Survey Design Mistakes That Can Ruin Respondent Experience

Aug 19, 2019 | Marketplace, Quality

It’s fair to say that the goal of creating a survey is to have respondents successfully complete it – and to get a survey complete, respondents must be able (and willing) to answer your questions. Sample buyers have much more control over survey success than they realize. In fact, poor survey design is the most likely culprit attributed to high survey drop rates. Surprised? You shouldn’t be. Poor respondent experience is a big deal, and it can be detrimental to your research in a number of ways.

In this post, we will explore specific survey elements that lead to high drop rates and how you can improve survey design to reduce drops. If your survey has a high drop rate (above 20%), this guide can help to identify what may be causing respondents to drop out of your survey.

Poor Mobile Optimization

Ignoring mobile respondents could cut your survey’s feasibility by almost half – which is significant, to say the least. With more than 44% of all traffic on the Lucid Marketplace on mobile devices (smartphone or tablet), mobile optimization is key.

In markets like the U.S. and Australia, nearly 50% of respondents are using mobile devices.

That number is even higher in emerging markets, like India and Indonesia, where desktop computers are less pervasive.

However, we know that sometimes a survey absolutely cannot be optimized for mobile, and that’s alright. If that’s the case for you, just make sure your survey is only targeting desktop users, so mobile respondents won’t get stuck in your survey and inflate your drop rate.

Long Length of Interview (LOI)

It’s understandable to want to be thorough with the questions you’re asking in your survey, but it’s important to consider how it’s being received by respondents. Your survey is competing against games, videos, and all the other online options that respondents have when spending time on the internet. If a survey is too long, respondents will become exhausted and choose to spend their time elsewhere.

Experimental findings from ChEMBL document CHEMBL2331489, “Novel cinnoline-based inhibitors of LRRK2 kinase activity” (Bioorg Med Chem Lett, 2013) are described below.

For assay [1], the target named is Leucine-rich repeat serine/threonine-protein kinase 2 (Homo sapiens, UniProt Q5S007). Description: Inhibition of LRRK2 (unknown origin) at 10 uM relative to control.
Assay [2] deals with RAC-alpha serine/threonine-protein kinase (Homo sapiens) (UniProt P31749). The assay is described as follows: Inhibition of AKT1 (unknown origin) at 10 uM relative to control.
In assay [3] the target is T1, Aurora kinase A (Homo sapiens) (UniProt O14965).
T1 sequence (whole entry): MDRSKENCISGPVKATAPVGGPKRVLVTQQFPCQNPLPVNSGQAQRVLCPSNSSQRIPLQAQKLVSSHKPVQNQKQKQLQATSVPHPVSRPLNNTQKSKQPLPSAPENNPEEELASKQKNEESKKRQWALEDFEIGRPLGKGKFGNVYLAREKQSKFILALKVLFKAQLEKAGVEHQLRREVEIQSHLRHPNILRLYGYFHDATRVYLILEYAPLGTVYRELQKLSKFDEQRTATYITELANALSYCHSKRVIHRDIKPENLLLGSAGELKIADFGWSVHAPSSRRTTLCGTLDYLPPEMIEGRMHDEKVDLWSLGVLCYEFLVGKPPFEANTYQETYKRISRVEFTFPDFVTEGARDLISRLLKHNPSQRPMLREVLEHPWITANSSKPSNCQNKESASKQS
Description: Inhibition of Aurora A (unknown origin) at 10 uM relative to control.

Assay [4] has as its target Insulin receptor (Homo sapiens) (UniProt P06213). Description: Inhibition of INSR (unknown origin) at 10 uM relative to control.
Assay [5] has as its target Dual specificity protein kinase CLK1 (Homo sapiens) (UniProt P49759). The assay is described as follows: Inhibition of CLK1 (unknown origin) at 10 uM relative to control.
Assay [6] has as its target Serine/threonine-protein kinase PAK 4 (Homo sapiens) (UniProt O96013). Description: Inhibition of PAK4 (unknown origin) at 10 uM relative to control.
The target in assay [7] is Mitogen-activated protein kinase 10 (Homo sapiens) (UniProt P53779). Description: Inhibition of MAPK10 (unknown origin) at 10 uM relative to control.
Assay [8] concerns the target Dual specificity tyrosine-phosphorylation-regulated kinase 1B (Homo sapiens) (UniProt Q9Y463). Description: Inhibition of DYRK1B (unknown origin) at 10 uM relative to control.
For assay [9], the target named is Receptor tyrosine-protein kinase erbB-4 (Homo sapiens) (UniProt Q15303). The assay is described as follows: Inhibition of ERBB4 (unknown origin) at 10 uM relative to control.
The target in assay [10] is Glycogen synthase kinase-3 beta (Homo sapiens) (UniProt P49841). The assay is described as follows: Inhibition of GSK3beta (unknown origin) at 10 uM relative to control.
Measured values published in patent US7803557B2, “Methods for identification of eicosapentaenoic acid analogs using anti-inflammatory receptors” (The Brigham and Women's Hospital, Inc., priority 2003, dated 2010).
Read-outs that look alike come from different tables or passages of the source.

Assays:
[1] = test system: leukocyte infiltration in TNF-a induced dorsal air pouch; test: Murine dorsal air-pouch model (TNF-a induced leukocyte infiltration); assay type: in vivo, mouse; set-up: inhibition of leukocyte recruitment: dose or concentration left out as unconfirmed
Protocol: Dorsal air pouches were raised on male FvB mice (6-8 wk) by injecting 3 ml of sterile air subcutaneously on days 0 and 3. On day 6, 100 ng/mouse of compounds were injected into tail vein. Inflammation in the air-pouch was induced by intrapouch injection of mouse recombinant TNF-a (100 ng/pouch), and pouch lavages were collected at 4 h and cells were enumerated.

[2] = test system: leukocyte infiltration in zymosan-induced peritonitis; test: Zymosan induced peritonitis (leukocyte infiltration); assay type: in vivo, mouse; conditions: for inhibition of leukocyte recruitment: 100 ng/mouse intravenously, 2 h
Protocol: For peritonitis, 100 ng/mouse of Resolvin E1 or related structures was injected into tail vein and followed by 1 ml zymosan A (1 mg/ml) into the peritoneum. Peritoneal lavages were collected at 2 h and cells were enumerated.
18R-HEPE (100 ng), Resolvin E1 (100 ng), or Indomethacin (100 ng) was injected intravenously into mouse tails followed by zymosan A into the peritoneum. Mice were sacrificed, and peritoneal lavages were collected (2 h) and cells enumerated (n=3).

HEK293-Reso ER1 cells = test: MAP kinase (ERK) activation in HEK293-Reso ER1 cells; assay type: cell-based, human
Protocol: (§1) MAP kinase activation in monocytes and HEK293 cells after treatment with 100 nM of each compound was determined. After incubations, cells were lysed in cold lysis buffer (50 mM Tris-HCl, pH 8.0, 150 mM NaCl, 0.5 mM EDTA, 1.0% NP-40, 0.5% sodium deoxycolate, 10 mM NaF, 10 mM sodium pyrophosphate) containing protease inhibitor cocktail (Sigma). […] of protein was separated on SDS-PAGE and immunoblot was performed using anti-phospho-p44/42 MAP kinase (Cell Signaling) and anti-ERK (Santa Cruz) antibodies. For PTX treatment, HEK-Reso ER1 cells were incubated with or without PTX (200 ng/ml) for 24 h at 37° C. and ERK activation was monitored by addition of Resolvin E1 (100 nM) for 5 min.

If you’re still not sure about the right LOI, take a look at our internal research which shows that the sweet spot for LOI is 10 minutes – short and sweet!

Too Many Open Ends (OEs)

Another factor that affects respondent experience is excessive open end questions (OEs), which lead to respondent fatigue, especially among mobile respondents. This has a big impact on response quality because, in some cases, respondents will type gibberish in order to get through the survey. In other cases, drop rates will increase because respondents may simply exit the survey if there are too many OEs. 

So, if you can, try to stick to less than five OEs! 

Excessive / Lengthy Grid Questions

Repetitive grids also cause respondent fatigue, which often leads to respondents straightlining, speeding, or abandoning the survey entirely. 

This is especially important to consider for mobile devices, as grids require manual scrolling and can result in display issues. So, lengthy grid questions will likely make respondents have to work too hard to complete the survey. 

Repetitive Questions

Respondents are impatient when it comes to questions being asked in different ways over and over.

Although some researchers intentionally include repeat questions as a quality check to measure the consistency of respondent’s answers, we recommend employing that approach very thoughtfully so respondents are not left with a poor impression.

Media Loading Issues (Videos, Images, and Audios)

If your media has a long loading time, it will take longer to download the data, which can actually cost mobile respondents more with their service providers than the survey incentive is paying them. 

Another problem with long loading times is that the respondent may think the link is broken – so they’re likely to leave the survey before the media loads.

Trouble with Translation Quality

Getting survey translations right is very important because respondents who cannot understand the survey will drop from the survey. Or, they’ll complete the survey without understanding it, resulting in lower quality responses. 

It’s important to note that Google Translate is not a sufficient survey translation – professional translation is always required.

When in Doubt, Test it Out!

While all of the survey elements we’ve addressed are challenging for desktop users, they can be deal-breakers for mobile users. So, what can you do to avoid harming the respondent experience? Test your survey!

Testing, from beginning to end, is essential before launching any survey. This ensures the mechanics of the survey (redirects, links, buttons, etc) are working correctly. 

Testing is also the best way to diagnose a high drop rate. A natural checkpoint to look at your drop rate is after a “soft launch” of 10% of the total needed completes. If drop rate is high (above 20%), test to see what survey elements might be leading to a poor respondent experience. If it’s hard to finish your own survey, respondents will have an even harder time completing. 

Contact our team if you have questions about improving your survey design!

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